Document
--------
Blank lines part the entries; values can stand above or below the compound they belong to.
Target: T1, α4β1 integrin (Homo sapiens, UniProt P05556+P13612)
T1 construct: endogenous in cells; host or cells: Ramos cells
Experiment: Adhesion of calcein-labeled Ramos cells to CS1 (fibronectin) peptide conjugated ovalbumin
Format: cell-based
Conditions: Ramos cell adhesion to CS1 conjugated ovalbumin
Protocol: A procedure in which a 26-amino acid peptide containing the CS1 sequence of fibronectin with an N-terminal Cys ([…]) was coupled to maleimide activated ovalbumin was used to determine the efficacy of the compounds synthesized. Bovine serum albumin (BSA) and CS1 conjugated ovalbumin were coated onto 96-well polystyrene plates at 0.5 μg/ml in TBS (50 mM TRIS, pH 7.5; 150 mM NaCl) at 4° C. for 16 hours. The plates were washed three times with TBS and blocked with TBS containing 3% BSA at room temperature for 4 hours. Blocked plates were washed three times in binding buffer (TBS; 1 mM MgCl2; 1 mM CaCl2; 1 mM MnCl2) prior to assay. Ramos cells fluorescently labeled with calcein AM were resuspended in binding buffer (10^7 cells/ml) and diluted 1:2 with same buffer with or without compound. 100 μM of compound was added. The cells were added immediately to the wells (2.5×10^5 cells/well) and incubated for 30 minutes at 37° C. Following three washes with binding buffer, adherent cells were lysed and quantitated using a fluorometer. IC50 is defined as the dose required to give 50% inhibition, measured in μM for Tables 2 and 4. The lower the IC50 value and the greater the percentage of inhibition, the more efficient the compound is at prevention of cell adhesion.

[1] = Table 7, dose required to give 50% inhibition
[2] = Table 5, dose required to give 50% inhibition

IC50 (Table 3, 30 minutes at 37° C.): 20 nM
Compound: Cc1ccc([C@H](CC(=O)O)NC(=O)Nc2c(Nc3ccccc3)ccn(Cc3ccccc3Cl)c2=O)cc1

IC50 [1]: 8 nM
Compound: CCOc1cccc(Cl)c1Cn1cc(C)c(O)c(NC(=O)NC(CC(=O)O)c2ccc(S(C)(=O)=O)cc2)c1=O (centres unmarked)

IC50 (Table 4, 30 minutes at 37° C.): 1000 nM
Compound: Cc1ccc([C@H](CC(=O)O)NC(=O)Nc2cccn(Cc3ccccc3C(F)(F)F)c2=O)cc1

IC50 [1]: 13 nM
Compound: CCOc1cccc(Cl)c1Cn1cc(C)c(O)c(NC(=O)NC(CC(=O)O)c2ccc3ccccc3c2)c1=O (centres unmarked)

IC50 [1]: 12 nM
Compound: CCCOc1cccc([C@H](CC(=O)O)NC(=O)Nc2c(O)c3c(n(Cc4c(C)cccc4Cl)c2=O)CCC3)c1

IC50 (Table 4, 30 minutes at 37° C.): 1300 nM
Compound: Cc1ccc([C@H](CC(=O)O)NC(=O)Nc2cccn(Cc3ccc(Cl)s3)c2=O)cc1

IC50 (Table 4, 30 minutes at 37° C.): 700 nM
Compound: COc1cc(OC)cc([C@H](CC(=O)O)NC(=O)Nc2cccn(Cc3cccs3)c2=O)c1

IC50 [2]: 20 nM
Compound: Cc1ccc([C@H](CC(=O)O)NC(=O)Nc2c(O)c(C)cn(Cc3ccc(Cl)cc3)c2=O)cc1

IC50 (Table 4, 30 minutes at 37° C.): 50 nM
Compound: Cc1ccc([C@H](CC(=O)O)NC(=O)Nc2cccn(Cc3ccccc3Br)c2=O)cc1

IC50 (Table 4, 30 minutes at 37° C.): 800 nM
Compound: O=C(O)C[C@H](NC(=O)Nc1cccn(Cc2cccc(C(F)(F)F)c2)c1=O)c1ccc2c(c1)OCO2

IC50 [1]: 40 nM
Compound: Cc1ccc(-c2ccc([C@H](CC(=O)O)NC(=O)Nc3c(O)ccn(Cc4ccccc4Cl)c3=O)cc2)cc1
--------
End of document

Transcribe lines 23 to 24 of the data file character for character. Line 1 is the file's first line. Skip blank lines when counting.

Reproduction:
Compound: COc1cc(OC)cc([C@H](CC(=O)O)NC(=O)Nc2cccn(Cc3cccs3)c2=O)c1

IC50 [2]: 20 nM